Despite being referred to as generalists here, a large proportion of the species recorded in this study require low-productivity habitats, that is, they cannot cope with the conditions that prevail in today's intensified agricultural landscapes. Only few species are able to breed in arable fields or intensified meadows and pastures, colonizing them anew every year (Nickel 2003). This leads to the assumption that calcareous grasslands are an important refuge for many leafhopper species, regardless of their degree of specialization. So where fragments of calcareous grassland are few and scattered, even these generalist species are likely to find it difficult to locate and subsequently colonize the next suitable fragment, explaining the decrease in generalist species richness with decreasing connectivity.

Landscape composition

Increasing isolation caused a decrease in both overall and generalist leafhopper species richness in simple (high percentage of arable land) but not in complex landscapes. In simple landscapes, leafhoppers may find it difficult to reach the next suitable site, being unable to find suitable alternative resources or habitats with a similar vegetation type or structure during dispersal. Similar to our results, Baum et al. (2004) found that dispersal of the planthopper Prokelisia crocea depended on the surrounding matrix habitat (pure stands of Bromus inermis vs. mudflat). These contrasting matrices may be comparable to arable fields vs. more natural habitats. This implies that the permeability of simple landscapes dominated by arable land may be reduced compared with more complex landscapes (Eycott et al. 2012). The reduced permeability of the matrix may become more problematic with increasing distance between suitable habitat fragments and may explain the reduction in leafhopper species richness with decreasing connectivity in simple landscapes.

Fragment size

We found that generalist species richness increased with decreasing isolation in small but not in large fragments. In small fragments, a higher extinction rate due to stochastic effects in combination with a lower probability of recolonization with increasing isolation may cause the decline in generalist species richness (Hanski, Alho & Moilanen 2000). Recolonization of larger fragments is more probable (for a beetle species see Matter 1996), and fewer extinctions occur. Cronin (2003) found that immigration of the planthopper P. crocea into host plant patches decreased with decreasing patch size. Nevertheless, because distances between habitat patches were much lower (up to 50 m) than in this study, immigration was not limited by increasing isolation.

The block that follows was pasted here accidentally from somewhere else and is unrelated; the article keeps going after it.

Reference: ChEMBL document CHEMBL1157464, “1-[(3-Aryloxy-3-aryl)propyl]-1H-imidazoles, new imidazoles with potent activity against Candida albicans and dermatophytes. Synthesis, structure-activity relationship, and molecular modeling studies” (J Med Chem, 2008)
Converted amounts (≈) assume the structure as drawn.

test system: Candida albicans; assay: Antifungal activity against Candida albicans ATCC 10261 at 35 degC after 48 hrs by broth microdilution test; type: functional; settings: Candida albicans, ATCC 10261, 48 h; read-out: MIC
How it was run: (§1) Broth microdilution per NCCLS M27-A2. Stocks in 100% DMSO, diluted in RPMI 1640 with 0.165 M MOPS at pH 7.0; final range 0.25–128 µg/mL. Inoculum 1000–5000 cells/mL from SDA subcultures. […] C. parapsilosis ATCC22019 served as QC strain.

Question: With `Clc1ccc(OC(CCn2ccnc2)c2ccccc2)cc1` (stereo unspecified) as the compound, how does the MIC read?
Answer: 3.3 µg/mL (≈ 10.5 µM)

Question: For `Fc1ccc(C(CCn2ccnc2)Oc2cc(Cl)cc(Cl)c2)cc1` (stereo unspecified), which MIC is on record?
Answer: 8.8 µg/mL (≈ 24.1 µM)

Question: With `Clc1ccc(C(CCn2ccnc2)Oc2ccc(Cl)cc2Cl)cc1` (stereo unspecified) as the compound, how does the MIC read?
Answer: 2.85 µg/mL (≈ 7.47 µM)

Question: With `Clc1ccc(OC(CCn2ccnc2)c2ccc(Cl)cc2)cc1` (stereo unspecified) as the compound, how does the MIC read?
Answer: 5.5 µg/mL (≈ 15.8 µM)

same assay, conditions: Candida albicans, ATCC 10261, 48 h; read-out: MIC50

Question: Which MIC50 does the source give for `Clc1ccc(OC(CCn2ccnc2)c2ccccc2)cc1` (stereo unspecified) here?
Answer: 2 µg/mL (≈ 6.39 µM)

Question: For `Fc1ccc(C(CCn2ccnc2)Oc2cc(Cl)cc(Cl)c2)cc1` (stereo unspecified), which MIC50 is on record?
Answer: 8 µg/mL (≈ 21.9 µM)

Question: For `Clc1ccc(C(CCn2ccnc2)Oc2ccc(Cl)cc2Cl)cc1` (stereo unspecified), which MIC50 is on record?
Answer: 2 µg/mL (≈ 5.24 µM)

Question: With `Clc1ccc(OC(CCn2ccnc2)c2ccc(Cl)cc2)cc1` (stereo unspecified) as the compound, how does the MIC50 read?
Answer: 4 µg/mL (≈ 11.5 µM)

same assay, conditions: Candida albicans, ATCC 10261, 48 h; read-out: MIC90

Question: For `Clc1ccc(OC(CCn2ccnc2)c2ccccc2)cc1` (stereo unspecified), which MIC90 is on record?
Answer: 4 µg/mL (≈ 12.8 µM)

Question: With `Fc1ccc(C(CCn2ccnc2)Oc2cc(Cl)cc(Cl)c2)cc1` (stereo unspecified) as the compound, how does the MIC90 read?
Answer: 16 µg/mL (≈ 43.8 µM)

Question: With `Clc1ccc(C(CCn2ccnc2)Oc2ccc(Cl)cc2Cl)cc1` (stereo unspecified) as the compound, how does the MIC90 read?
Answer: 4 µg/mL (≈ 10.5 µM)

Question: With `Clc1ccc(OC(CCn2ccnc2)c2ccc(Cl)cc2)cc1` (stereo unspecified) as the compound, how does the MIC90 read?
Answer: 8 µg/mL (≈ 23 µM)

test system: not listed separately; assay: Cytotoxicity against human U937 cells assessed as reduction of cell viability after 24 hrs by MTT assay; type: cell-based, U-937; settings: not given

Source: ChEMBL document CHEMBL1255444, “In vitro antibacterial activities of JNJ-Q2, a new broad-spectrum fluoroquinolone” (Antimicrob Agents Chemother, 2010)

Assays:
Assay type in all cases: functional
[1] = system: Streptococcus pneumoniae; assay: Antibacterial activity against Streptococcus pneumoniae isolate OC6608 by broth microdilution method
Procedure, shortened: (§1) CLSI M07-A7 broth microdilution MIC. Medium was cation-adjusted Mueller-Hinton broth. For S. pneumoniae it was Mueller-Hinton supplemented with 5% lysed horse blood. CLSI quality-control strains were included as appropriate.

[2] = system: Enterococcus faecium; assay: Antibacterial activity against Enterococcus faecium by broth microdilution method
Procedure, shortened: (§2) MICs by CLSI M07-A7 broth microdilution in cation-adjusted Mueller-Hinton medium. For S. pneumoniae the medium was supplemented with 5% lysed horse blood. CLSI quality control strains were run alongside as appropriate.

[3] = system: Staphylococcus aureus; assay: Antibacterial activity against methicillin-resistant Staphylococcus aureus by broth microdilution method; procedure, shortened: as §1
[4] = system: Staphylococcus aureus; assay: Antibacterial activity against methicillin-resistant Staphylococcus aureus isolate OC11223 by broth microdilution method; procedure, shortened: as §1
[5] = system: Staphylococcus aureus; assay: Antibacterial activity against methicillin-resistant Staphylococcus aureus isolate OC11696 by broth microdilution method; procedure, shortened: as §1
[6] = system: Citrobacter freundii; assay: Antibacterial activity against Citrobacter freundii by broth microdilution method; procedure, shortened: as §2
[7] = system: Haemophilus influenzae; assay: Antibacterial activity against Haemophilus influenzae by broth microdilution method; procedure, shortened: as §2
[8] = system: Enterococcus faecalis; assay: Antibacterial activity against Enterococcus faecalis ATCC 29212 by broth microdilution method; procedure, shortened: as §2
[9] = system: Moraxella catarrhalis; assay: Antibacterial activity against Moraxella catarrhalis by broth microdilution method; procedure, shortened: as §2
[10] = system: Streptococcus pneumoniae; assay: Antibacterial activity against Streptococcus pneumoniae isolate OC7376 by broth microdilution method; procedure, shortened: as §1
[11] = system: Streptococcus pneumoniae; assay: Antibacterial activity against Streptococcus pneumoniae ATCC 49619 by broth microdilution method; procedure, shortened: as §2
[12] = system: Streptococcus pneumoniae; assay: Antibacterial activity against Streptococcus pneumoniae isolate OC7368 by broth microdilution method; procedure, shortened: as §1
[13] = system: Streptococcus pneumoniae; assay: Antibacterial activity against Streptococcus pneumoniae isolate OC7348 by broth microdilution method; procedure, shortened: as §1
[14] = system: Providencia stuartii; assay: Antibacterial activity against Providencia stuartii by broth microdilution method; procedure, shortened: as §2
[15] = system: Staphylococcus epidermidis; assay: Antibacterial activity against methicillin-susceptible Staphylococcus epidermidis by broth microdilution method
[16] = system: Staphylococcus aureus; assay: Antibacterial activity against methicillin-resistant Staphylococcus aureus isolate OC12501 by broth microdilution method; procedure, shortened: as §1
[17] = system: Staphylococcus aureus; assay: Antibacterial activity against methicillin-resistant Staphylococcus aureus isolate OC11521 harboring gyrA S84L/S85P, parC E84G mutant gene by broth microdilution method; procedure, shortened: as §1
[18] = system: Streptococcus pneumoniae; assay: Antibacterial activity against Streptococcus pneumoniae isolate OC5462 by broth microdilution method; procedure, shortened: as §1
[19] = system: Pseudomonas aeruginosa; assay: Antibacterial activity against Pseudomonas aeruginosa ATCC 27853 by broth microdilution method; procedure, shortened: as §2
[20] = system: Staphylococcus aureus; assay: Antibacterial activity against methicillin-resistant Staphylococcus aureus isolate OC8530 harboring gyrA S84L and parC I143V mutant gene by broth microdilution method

In contrast to our results, Krauss, Steffan-Dewenter and Tscharntke (2003) and Meyer, Gaebele and Steffan-Dewenter (2007) found a strong positive relationship between fragment size and species richness of butterflies, hoverflies and bees. Butterflies as well as hoverflies and bees have more complex habitat and resource requirements than leafhoppers. This appeared to be the reason why they need larger habitat fragments. Resource requirements of butterflies and bees change during their life cycle: adult butterflies feed on nectar, whereas the caterpillars feed on plant tissue (Ebert & Rennwald 1991). Bees require nectar and pollen, both as food for themselves, and to provision their brood cells, they need hollow or pithy plant stems, empty snail shells or cavities in the ground as nesting sites and nesting material like leaves, clay, small stones and plant resin (Westrich 1989). In other words, they need different resources that are often spatially separated. In contrast, leafhoppers lay their eggs directly onto the host plant and all life stages feed on plant sap, which is an ample resource throughout the growing season (Nickel 2003). This life-history strategy enables them to potentially stay on the same plant stem for all their life, which is likely to reduce the minimum fragment size required for persistence. Thus, the threshold for a decrease in generalist species richness with fragment size alone might not have been reached within the range of fragment sizes chosen for this study (smallest fragment: 0∙1 ha). It seems that many leafhopper species are able to cope with small fragment sizes as long as a sufficient amount of their host plant is present.